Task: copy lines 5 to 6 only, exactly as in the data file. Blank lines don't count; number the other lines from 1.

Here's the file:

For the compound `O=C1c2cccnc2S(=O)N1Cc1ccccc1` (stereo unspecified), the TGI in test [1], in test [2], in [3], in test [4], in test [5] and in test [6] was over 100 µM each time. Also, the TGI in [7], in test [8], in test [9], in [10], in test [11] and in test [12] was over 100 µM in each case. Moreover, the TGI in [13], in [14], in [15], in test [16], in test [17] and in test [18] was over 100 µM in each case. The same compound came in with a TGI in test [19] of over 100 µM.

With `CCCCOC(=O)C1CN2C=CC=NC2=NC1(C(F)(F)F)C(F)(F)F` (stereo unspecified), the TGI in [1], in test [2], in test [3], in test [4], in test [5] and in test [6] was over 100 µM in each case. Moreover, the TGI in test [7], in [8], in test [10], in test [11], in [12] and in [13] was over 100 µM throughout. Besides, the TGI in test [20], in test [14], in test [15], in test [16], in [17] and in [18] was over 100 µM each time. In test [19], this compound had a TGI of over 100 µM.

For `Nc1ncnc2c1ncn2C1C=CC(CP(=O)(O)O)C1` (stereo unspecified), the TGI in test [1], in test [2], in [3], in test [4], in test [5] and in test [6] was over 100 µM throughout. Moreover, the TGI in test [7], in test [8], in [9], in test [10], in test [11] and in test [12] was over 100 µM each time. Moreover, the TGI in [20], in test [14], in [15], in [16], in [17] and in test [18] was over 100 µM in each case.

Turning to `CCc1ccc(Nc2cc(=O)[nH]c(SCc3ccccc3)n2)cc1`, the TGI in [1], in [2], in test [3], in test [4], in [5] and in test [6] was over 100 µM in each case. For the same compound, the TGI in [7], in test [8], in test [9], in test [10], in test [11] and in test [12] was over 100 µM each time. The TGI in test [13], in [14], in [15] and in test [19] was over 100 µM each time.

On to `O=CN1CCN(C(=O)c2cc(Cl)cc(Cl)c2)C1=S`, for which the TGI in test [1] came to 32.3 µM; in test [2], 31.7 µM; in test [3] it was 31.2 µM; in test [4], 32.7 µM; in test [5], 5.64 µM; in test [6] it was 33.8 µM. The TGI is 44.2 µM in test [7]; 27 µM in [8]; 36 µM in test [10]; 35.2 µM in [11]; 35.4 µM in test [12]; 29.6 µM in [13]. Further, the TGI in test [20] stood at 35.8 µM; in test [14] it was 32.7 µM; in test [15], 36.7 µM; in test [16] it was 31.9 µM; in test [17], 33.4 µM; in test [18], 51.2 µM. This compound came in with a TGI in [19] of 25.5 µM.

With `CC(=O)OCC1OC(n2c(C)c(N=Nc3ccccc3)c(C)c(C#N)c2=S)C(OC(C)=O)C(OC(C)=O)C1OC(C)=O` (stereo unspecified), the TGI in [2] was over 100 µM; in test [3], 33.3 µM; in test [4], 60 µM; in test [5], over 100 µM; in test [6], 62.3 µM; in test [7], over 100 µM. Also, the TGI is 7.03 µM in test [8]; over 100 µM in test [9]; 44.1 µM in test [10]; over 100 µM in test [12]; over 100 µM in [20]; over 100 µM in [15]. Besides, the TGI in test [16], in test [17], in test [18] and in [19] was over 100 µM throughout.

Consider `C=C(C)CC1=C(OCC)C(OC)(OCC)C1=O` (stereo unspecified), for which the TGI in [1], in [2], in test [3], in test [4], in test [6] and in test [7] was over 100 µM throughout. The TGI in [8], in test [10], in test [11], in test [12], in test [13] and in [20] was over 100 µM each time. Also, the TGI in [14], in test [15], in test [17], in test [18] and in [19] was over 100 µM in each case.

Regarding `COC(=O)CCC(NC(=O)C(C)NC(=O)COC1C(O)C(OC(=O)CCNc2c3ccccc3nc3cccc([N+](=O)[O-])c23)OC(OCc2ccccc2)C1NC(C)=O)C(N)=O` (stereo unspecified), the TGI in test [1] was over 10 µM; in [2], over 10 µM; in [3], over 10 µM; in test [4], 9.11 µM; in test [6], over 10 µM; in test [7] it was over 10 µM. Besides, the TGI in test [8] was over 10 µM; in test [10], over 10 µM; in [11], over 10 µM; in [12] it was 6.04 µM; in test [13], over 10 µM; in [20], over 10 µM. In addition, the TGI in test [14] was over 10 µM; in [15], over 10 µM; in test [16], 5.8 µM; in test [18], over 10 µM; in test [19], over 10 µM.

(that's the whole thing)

On to `O=CN1CCN(C(=O)c2cc(Cl)cc(Cl)c2)C1=S`, for which the TGI in test [1] came to 32.3 µM; in test [2], 31.7 µM; in test [3] it was 31.2 µM; in test [4], 32.7 µM; in test [5], 5.64 µM; in test [6] it was 33.8 µM. The TGI is 44.2 µM in test [7]; 27 µM in [8]; 36 µM in test [10]; 35.2 µM in [11]; 35.4 µM in test [12]; 29.6 µM in [13]. Further, the TGI in test [20] stood at 35.8 µM; in test [14] it was 32.7 µM; in test [15], 36.7 µM; in test [16] it was 31.9 µM; in test [17], 33.4 µM; in test [18], 51.2 µM. This compound came in with a TGI in [19] of 25.5 µM.

With `CC(=O)OCC1OC(n2c(C)c(N=Nc3ccccc3)c(C)c(C#N)c2=S)C(OC(C)=O)C(OC(C)=O)C1OC(C)=O` (stereo unspecified), the TGI in [2] was over 100 µM; in test [3], 33.3 µM; in test [4], 60 µM; in test [5], over 100 µM; in test [6], 62.3 µM; in test [7], over 100 µM. Also, the TGI is 7.03 µM in test [8]; over 100 µM in test [9]; 44.1 µM in test [10]; over 100 µM in test [12]; over 100 µM in [20]; over 100 µM in [15]. Besides, the TGI in test [16], in test [17], in test [18] and in [19] was over 100 µM throughout.